The caretaker had only bought 2 packages of light bulbs, each containing 4 new bulbs. The Assistance Needed strip had ten bulbs, each assigned to a different resident. This was only the latest in a series of minor frustrations suffered by the nurse, who was particularly annoyed at the constant demands put upon her by her floor’s surliest resident.
She unpacked the bulbs and began replacing them. Her favourite resident, a comparatively young woman afflicted by an aggressive form of skin cancer, died in the previous month and the nurse still hadn’t recovered. Her bulb was chosen as one of the two to leave unchanged: partly because the room was still vacant, and partly as a sort of memorial. She had decided immediately what other bulb to leave unchanged: that of the cantankerous old codger who had bogged down her day with trifling complaints. To leave his warning light with an old bulb was a sort of silent revenge that, once her task was complete, she found disappointingly unfulfilling.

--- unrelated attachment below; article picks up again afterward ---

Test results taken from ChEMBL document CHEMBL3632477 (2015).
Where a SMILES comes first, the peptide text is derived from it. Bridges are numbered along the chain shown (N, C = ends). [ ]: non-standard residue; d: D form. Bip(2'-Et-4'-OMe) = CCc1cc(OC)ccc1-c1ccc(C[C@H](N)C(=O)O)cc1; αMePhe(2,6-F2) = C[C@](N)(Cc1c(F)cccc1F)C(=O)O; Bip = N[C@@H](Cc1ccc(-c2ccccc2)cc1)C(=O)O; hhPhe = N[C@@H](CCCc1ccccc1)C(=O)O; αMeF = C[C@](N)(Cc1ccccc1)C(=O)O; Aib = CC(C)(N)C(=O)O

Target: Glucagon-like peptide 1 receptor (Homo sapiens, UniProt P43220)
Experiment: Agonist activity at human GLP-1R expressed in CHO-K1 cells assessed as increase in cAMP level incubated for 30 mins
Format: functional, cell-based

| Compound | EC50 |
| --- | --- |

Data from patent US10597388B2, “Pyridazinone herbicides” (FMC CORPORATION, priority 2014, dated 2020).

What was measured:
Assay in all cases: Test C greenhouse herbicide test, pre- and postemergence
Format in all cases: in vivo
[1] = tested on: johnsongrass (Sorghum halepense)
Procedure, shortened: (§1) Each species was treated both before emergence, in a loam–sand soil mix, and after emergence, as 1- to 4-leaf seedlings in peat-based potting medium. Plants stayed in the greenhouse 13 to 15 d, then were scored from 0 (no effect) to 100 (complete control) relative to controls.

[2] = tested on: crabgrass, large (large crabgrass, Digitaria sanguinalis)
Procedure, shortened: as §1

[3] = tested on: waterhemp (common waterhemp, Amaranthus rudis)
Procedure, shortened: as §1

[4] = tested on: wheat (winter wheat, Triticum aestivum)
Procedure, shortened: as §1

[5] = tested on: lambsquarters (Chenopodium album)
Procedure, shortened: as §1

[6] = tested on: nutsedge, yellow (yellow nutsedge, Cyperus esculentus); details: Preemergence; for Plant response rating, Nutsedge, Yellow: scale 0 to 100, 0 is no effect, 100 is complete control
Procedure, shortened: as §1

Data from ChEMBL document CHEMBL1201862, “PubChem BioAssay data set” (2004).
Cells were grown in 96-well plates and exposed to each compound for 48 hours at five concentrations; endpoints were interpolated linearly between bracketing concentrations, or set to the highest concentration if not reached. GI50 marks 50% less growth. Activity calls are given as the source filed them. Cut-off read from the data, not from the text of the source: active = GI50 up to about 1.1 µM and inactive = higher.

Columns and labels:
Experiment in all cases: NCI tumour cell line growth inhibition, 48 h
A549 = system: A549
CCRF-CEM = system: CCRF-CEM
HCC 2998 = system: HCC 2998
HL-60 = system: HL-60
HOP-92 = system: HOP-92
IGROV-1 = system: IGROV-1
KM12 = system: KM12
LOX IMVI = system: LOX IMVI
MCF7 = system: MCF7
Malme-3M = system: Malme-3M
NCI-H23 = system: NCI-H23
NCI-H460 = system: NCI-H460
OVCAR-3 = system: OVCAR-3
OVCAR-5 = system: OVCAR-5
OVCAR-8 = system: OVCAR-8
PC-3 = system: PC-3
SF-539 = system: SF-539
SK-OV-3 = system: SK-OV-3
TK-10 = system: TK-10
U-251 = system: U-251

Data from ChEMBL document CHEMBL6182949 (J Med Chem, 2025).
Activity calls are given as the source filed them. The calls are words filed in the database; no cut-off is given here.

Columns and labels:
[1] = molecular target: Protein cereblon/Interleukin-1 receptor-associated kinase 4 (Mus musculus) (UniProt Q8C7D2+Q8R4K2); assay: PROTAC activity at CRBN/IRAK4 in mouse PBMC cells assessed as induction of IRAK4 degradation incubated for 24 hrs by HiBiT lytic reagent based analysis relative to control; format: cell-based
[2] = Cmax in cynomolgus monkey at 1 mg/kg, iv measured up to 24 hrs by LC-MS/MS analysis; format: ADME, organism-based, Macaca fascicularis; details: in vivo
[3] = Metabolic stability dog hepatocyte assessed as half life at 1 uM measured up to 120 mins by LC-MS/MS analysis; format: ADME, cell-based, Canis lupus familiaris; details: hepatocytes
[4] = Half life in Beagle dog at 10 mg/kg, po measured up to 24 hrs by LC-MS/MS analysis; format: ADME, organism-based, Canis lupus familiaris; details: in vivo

She left to perform a sponge-bath on one of her nine surviving residents, not realizing that the man’s bulb, stressed from too-frequent lightings, had already burned out. The filament had overheated and burst earlier that day when the man, complaining about a lost TV remote, stubbornly held his finger on the button. As such, he could not warn anyone of the hard candy that had become lodged in his throat. Again and again he pushed his button, but the useless bulb did nothing to alert the nurses to his peril. He died with his hand on his throat and his finger on the button.